A year after GDPR came into effect, ICO (British regulatory authority on Data privacy) had fined British Airways and Marriott International for £183.39 million and £99 million respectively. The penalties imposed on the companies are less than the 4% threshold limit (GDPR stipulates penalties up to 4% of global revenues). By imposing the penalties, ICO has signaled that companies need stronger CCPA compliance clauses, data privacy regulations, and security mechanisms in vendor contract management. If proper care is not taken by companies, ICO will not shy away from heftier fines.
Across the North Atlantic, the US is also bringing a law in form of NVSB220 and CCPA (also referred to by some as GDPR-Lite). The regulation may probably douse the ongoing debate on data privacy. As result:
The two regulations (CCPA and GDPR) do have commonalities such as:
- The Right to opt-out
- The Right to access
- The Right to delete
Major point where CCPA departs from GDPR is putting in clauses for:
- Restriction of sales of personal information
- Minimal discrimination of consumers opting out of data sharing with a company
Instead of dwelling on the definition of CCPA (the web is filled with definition), we may see how the law will apply to vendor businesses. To begin with, CCPA would apply to ‘businesses that collect or determines purposes and means for data for commercial purposes”.
1. Questions the companies should ask themselves on data policies
Any company that operates in California or deals with data of California residents needs to know-
- Will CCPA apply to my company or service providers of my company?
- Which category of personal data is stored/processed by the company?
- Why or where the data will be processed?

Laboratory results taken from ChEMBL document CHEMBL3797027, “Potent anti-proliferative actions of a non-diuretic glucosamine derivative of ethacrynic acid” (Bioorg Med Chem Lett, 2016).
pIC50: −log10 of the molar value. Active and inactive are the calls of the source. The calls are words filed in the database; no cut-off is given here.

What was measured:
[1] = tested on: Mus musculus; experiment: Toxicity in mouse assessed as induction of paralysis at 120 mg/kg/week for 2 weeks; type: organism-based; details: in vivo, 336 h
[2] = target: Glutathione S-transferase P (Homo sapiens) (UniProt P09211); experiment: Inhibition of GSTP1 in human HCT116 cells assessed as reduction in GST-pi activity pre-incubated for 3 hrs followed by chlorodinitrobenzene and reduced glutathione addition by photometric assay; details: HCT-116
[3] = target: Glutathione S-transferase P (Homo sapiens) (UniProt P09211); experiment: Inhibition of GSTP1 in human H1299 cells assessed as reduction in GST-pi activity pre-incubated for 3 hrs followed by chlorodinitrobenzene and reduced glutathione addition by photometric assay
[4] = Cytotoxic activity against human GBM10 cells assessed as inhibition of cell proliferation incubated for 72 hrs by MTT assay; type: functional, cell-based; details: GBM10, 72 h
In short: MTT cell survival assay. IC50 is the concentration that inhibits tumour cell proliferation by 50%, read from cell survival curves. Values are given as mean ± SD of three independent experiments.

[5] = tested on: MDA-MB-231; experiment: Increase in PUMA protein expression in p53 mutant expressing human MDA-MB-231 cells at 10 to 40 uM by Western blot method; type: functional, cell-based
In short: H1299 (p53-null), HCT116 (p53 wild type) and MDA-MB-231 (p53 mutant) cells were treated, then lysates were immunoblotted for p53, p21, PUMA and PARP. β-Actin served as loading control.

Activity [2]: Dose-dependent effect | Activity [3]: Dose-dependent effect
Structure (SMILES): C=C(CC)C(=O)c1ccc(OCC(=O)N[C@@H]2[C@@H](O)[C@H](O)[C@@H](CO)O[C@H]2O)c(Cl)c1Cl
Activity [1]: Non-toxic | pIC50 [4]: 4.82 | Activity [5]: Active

- Will the data be shared with 3rd party for business purposes? If yes, how?
- How can data be used for identifying consumer for different requests categories?
- How to amend the existing vendor contracts?
2. What clauses can companies start applying to vendor contract management?
Companies can update privacy policies with clauses and explicitly specify the purpose – “Business (or-profit legal entity — that collects and sells consumer/ personal information)”. Some clauses that can be added are proactively by the government are-
- Define the purpose as per CCPA standards when data is shared with other parties- research, sale, service provider and the third party.
- Commercial purpose as stated in CCPA – Right to access and Right to be informed
- Clauses for disclosure of processing not restricted by CCPA
- Clauses to restrict usage, retaining or disclosing personal information of consumers in case service providers do not qualify as the third party
- Clauses to ensure proper differentiation among vendors or service providers or third parties. This categorization will define the nature of data usage by each category.
- Clauses that enable a process for lawful data transfer across borders
- Clauses that mention vendors or service providers should comply with governmental inquiries
- Clauses that enable compliance on the deletion of user data or pseudonymization of data
- Clauses that prohibit vendors from retaining, using, or disclosing the personal information for any purpose other than for the specific purpose of performing the services specified in the contract
- Clauses to obtain certification from vendors for compliance with policies and proper compliance
The above list might not be exhaustive but can be a starting point for the CCPA compliance journey.
With CCPA coming into effect, companies need to start considering compliance costs in their budgets. This is a simplistic overview of estimated costs that companies might face.
Like GDPR, CCPA regulation will continue to evolve and some ambiguity will remain on its interpretation. In the case of GDPR, data regulatory authorities have not yet penalized any company for the 4% of global revenues. Currently, no one is sure on the level of penalties imposed by CCPA and this is something to watch for.
Disclaimer: This analysis is not a substitute for considering CCPA’s requirements in its entirety.